Submitting a Proposal: A Quick-Start Guide for Writers
Pitch: Like speed-dating, but for books. Either virtual or in-person, a pitch session allows a writer a few minutes to share their book idea with an editor. Time is limited, so you have to make your case quickly and well. I’ll talk more about pitching and query letters in another post, but think of this like the cover letter for your job application.
Query letter: Outside of a pitch session, most publishing houses have an avenue for unsolicited manuscripts (the ones they haven\’t directly asked for.) These are often handled through Submittable.
If the editor likes your book idea — whether she’s learned about it by pitch or by query letter — and thinks it’s potentially a good fit for her publishing house, you may be asked to submit a proposal.
Proposal: Everything an editor needs in order to adequately evaluate your book idea and you as an author.
Proposals will vary slightly between houses; some will actually give you a form to fill out. While you’ve convinced the editor it’s worth looking more closely at you and your idea, the editor still has to review your book with her acquisitions team and potentially two or three more internal teams before she can extend a contract. What you’re sending in the proposal is, therefore, what the editor will have to work with to answer her team’s questions, make a case for why your book is worth the house’s resources, and evaluate what those resources would be. This is the job application and interview part of the process.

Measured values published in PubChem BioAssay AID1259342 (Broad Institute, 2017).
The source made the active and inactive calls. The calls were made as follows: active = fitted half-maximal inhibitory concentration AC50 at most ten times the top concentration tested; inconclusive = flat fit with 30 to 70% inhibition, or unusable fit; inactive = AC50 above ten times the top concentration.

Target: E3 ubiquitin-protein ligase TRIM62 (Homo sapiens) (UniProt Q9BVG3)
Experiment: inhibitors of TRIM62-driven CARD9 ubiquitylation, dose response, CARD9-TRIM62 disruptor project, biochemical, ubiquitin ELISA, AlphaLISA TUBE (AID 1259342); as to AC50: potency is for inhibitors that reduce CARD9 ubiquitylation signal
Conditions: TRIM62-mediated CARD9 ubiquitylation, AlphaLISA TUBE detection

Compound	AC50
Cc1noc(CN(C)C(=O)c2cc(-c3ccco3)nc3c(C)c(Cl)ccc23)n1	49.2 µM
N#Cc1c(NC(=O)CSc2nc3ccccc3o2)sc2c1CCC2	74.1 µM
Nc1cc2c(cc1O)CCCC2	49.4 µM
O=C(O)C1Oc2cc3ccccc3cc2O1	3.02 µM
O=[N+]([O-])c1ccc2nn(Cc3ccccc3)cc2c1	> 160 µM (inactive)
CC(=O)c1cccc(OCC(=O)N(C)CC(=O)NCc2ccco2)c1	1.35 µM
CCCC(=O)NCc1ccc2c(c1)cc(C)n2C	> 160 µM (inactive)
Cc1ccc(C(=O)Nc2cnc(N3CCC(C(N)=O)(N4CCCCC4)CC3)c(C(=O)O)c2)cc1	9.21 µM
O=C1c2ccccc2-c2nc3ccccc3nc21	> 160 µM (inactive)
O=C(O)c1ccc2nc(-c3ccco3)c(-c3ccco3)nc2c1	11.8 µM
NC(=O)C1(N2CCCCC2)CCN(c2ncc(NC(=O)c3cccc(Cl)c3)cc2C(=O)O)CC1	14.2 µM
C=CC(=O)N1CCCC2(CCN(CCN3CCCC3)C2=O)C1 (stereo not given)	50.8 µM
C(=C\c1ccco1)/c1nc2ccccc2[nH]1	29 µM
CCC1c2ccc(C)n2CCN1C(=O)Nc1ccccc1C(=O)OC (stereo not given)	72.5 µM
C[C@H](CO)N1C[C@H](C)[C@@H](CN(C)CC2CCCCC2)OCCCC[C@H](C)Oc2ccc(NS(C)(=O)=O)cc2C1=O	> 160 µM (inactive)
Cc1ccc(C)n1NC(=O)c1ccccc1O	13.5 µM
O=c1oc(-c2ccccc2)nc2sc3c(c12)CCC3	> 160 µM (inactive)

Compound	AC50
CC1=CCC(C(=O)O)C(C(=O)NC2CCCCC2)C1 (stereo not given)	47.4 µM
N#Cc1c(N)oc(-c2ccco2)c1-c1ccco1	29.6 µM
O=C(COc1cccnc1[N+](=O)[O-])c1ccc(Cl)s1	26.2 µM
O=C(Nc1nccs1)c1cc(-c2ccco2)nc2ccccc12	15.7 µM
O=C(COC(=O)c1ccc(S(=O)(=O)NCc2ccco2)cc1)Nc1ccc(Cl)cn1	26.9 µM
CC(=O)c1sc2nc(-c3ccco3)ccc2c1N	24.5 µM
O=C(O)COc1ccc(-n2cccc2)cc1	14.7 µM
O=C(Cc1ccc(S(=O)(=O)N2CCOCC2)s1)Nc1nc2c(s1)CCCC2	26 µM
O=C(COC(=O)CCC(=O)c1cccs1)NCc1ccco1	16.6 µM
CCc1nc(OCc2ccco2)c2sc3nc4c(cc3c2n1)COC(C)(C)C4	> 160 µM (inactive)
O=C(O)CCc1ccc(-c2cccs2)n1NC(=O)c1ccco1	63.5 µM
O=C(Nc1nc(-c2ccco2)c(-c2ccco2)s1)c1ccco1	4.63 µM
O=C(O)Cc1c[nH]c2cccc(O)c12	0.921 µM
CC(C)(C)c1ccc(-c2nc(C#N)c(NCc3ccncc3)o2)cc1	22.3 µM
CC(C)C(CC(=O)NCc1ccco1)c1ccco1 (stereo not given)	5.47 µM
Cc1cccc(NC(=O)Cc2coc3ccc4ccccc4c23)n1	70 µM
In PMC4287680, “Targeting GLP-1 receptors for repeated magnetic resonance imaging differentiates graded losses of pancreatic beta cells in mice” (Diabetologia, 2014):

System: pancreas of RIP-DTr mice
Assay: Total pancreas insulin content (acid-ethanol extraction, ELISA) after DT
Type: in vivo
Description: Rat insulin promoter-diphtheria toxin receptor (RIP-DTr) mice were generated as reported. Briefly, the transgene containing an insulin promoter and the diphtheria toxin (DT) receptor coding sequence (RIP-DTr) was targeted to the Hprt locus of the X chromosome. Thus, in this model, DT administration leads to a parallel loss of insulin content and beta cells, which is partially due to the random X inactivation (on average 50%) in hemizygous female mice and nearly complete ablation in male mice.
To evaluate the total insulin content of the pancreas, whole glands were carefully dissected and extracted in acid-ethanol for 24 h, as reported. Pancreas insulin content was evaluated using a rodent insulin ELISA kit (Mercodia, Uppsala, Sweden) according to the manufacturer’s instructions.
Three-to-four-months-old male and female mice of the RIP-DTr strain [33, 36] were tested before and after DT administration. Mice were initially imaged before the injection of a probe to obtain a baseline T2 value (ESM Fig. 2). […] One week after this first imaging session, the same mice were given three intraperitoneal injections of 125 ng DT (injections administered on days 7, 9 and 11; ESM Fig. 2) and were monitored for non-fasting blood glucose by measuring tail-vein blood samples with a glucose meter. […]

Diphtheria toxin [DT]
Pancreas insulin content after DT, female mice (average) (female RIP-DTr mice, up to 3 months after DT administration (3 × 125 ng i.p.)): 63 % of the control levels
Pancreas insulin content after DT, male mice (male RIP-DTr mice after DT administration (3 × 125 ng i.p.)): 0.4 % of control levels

Briefly, here’s what you should have on hand and ready to go as soon as you are asked for a full proposal:
- Elevator pitch (the brief summary of your book, which I’ll talk more about in another blog post)
- Fiction: full manuscript; Non-fiction: annotated table of contents plus a sample chapter or introduction
- Your brief bio, plus links for both personal and business websites and social media
- An overview of your existing author platform, including newsletter and social media stats, speaking engagements, published works, other platforms where you write, organizations you belong to, etc.
- A-list “celebrities” who you know or have a direct connection with — these folks can be asked for an endorsement or a foreword, and we can leverage their platform to sell more of your books. More later, but suffice it to say that your parish priest or your aunt who is the diocesan DRE do not belong on this list.
Again, some editors will ask for more or less, and most will have a particular format they’d like you to use (don’t be afraid to ask!) Unless for some odd reason the editor asks for a hard copy to be mailed to her, always email your proposal. Especially these days, when most of us are working remotely, snail mail is a great way for your book baby to be lost in transit, or in the pile of papers on the editor’s desk.
Last but not least! When should you follow up after you’ve submitted a full proposal? Bear in mind that most editors are busier than a one-armed paperhanger, and we are not deliberately neglecting your email which we did, in fact, ask for. One of my writer friends recommends checking in after six to eight weeks, and again after three months — sounds about right.
If you’ve done it before, do you have any tips and tricks to share about preparing a proposal? If you’re brand-new to the process, what’s worrying you?
This post was originally published here and is reprinted with permission.
Rebecca W. Martin is a Lay Dominican living in Michigan with her husband and feline assistants. She serves as Acquisitions Editor for Our Sunday Visitor, freelances as Assistant Editor for Chrism Press, and volunteers as Editor for the Lay Dominicans of the Central Province of St. Albert the Great, USA. She is the author of Meet Sister Mary Margaret (OSV Kids, 2023) and a forthcoming novel, Love in the Eternal City (Chrism Press, 2024). Rebecca can be found on Instagram @rebecca.w.martin and at rebeccawmartin.com
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